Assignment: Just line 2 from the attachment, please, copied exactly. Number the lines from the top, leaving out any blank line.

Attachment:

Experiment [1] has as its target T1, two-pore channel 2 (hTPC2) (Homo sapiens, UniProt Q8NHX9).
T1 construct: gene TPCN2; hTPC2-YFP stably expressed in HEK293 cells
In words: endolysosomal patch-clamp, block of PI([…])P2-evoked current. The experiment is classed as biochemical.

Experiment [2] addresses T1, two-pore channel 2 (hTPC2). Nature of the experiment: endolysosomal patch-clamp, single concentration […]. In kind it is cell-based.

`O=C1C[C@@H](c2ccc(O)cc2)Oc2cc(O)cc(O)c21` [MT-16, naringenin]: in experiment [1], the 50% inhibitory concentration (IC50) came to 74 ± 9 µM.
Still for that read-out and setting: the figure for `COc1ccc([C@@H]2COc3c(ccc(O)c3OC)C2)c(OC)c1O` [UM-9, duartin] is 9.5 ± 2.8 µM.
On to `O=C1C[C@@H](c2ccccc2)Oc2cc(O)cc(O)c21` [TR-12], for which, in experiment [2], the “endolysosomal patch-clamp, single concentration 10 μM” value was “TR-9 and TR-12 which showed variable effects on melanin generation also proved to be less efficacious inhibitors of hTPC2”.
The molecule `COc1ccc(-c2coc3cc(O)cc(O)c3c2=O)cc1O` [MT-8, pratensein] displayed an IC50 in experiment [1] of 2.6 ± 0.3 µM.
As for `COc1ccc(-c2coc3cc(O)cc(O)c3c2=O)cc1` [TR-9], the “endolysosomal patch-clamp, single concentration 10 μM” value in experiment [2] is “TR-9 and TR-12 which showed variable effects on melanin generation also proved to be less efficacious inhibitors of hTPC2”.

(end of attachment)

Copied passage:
T1 construct: gene TPCN2; hTPC2-YFP stably expressed in HEK293 cells